(& scroll down to read my literary sleuthing posts)
Thanks! -- Arnie Perlstein, Portland, OR

Saturday, February 28, 2015

Topsy-Turvy Elizabeth Bennet as the Bewitching Slave Girl of Pride & Prejudice

Diana Birchall wrote the following brilliant observation today in Janeites & Austen-L:
“Enjoyed your student's interesting mashup of P & P and Uncle Tom's  Cabin, Diane - I'm sure such a thing has never been attempted before, and  it was imaginatively done.  However, I read the last line, Elizabeth saying  "It is a truth universally acknowledged that a single man of fortune must be in
want of a wife," as, "It is a truth universally acknowledged that a single man of fortune must be in want of a SLAVE." Perhaps that's the truth that we get from a P & P/UTC mashup?”

Yes, Diana, that was indeed precisely the hidden truth that Stowe saw in Pride & Prejudice! Diane was spot-on in spotting the connection, and that’s all I needed to take her catch and run with it and flesh out her brilliant intuition.

In regard to fleshing out (if you’ll forgive another pun), I’ve been working on a followup post re UTC and and P&P, in which I go one step further beyond my claim that St. Clare is Mr. Bennet, and his wife is Mrs. Bennet.

Here’s the kicker---- UTC’s slave girl Topsy is…… Elizabeth Bennet, the Creole!!!

I’ve felt for some time that Elizabeth Bennet was a Creole, but never realized till this past week that Stowe picked up on this in UTC. First, let’s recap the passages in P&P that suggest Lizzy’s being biracial. When we read this passage about Darcy moving past his initial negative first impression of Elizabeth at the Meryton assembly…

“But no sooner had he made it clear to himself and his friends that she HARDLY HAD A GOOD FEATURE IN HER FACE, than he began to find it was rendered uncommonly intelligent by the beautiful expression of HER DARK EYES.”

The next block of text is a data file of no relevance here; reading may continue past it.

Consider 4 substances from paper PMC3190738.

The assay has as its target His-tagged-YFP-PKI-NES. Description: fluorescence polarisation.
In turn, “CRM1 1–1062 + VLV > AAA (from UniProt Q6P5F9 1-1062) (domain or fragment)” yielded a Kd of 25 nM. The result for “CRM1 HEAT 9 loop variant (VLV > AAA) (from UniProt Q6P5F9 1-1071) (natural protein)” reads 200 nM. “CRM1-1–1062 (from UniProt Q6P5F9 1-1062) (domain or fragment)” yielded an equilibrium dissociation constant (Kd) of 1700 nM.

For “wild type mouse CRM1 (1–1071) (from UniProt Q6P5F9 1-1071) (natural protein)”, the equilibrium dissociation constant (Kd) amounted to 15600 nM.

….this is code for Darcy learning to look past her Creole features (which would be unattractive to a racially prejudiced white man), and it reminds us of a passage in another Austen novel where exactly the same code is used to describe white observers learning to like the looks of a dark skinned person of the opposite sex:

“Her brother was not handsome: no, when they first saw him he was absolutely plain, black and plain; but still he was the gentleman, with a pleasing address. The second meeting proved him not so very plain: he was plain, to be sure, but then he had so much countenance, and his teeth were so good, and he was so well made, that one soon forgot he was plain; and after a third interview, after dining in company with him at the Parsonage, he was no longer allowed to be called so by anybody. He was, in fact, the most agreeable young man the sisters had ever known, and they were equally delighted with him. Miss Bertram's engagement made him in equity the property of Julia, of which Julia was fully aware; and before he had been at Mansfield a week, she was quite ready to be fallen in love with.”